is the velocity model,
is the computed data, and
is the observed data.
is computed as:
is the source function,
are the source and receiver coordinates, and
is the model coordinate. In the acoustic, constant-density case the Green's function
We then separate the model into a background and a perturbation:
is the background component, which is the current model in slowness squared units, and
is the perturbation component. After this separation, we can use Taylor expansion on the data around the background component as follows:
By neglecting the higher-order terms in the data series, we can define the linearized modeling operator
The first order Born approximation can be used to define the operator:
where the Green's functions now satisfy the acoustic wave equation as follows:
Finally, we can update the model with the gradient:
is the step size. To estimate the step size, we first evaluate the objective function with the gradient scaled to have a maximum of 2% and 4% of the minimum value of the current model. Using these two points as well as the objective function value at the current model, which is already computed in the gradient calculation, we fit a parabola. If the parabola has positive-side minimum, i.e. both the curvature and the x-axis shift are positive, a new objective function evaluation is performed at the parabola minimum. Then, the two or three evaluations are compared and the scale that resulted in the smallest objective function is used as the step size given that the objective function decreases. Otherwise, the line search is repeated after shrinking the gradient by a factor of 4. The optimization scheme is implemented on the CPU in Fourier domain notations using frequency domain Green's function solutions computed on the GPU.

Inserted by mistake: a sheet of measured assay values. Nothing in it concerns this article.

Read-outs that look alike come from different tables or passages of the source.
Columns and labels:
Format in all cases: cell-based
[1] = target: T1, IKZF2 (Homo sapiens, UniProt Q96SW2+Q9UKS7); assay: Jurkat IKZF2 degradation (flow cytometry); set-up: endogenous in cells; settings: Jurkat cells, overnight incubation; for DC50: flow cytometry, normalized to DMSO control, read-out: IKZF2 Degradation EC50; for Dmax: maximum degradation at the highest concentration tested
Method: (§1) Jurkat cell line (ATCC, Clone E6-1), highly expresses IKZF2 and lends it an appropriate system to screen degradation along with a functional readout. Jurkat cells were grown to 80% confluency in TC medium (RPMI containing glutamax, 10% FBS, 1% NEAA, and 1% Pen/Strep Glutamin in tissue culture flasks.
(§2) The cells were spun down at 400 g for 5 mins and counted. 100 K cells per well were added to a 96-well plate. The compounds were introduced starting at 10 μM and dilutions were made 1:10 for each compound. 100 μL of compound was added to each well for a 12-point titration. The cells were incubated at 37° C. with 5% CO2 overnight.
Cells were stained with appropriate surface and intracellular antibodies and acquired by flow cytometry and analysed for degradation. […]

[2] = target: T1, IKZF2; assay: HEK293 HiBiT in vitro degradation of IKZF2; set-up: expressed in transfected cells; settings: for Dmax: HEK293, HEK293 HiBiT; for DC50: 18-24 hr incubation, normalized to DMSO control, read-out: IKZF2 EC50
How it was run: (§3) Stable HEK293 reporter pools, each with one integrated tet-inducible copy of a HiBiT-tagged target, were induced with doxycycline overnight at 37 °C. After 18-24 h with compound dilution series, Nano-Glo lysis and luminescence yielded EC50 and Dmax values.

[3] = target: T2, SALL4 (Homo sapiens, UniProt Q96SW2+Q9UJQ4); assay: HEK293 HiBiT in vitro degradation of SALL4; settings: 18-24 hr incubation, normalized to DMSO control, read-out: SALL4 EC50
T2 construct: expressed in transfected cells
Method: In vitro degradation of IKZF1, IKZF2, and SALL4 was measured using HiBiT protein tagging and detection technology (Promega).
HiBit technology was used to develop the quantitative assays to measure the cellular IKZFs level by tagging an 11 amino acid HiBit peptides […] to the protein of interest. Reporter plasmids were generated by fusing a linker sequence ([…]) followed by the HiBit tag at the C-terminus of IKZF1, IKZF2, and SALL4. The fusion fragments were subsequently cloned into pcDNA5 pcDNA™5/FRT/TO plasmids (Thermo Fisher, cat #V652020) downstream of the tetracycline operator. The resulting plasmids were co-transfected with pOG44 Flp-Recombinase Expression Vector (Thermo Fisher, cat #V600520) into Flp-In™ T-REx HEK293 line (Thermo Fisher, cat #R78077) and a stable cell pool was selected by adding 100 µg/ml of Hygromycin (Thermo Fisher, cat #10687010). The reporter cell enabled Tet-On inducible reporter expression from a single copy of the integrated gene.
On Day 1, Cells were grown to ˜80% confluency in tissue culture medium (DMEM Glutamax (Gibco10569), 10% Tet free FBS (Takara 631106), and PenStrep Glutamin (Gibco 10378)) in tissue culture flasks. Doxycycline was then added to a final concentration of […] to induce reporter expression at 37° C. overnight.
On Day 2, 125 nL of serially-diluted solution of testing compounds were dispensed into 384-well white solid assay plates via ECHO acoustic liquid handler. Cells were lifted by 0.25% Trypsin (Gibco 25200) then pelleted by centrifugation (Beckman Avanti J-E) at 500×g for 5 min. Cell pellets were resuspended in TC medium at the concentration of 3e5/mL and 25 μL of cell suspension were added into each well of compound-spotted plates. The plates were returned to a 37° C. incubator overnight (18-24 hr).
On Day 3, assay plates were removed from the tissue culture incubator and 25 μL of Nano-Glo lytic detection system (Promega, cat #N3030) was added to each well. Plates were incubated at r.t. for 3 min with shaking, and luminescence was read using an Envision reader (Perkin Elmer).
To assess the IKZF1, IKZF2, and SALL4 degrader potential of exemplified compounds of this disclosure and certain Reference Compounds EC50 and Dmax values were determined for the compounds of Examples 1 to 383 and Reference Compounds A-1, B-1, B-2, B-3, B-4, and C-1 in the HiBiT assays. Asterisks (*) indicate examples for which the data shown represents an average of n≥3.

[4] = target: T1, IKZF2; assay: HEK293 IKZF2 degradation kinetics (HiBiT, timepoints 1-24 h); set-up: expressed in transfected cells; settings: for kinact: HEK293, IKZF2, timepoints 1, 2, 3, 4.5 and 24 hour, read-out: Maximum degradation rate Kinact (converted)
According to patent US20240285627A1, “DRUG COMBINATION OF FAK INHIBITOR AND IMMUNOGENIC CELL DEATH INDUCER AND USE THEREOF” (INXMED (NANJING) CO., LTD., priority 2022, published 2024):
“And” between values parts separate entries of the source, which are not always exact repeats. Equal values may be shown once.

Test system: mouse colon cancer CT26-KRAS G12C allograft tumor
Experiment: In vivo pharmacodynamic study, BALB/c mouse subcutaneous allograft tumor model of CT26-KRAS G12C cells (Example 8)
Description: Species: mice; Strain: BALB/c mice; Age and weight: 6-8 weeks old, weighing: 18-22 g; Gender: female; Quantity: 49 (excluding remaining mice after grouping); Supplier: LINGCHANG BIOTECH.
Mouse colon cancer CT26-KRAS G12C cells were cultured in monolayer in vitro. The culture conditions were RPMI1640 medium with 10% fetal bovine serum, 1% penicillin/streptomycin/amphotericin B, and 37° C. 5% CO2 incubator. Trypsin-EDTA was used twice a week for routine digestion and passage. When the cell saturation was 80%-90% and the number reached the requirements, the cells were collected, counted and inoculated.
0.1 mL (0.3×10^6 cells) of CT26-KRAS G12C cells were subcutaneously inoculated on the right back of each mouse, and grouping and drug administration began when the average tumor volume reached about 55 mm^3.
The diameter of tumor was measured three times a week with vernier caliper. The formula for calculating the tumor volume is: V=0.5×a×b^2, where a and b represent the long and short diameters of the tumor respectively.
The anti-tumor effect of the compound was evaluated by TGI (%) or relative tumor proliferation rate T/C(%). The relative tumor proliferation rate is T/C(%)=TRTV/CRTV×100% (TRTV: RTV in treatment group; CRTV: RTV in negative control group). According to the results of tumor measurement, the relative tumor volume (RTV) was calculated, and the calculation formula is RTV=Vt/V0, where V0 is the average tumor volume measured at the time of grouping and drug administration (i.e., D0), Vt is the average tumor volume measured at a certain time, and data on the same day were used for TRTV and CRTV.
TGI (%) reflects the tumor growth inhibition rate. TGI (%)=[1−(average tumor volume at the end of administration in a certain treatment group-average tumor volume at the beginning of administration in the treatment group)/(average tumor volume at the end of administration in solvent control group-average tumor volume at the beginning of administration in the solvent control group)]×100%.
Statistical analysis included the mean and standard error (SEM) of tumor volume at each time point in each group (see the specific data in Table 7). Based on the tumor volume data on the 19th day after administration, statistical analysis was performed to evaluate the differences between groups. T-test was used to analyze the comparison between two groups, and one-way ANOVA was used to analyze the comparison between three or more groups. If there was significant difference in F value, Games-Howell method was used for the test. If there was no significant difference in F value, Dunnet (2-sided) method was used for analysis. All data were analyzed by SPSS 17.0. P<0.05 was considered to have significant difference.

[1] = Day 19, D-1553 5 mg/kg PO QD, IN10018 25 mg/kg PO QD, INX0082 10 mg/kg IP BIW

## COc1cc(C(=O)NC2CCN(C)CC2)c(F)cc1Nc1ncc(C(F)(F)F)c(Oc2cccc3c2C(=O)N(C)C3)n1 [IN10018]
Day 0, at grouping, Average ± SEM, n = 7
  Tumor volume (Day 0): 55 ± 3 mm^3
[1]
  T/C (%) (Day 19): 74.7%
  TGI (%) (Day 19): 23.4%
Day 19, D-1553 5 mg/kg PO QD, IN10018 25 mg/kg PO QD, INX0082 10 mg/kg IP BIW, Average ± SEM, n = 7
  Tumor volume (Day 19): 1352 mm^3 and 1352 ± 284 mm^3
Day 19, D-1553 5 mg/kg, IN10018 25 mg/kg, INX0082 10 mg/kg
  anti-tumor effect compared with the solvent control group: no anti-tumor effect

Single frequency 2D acoustic full waveform inversion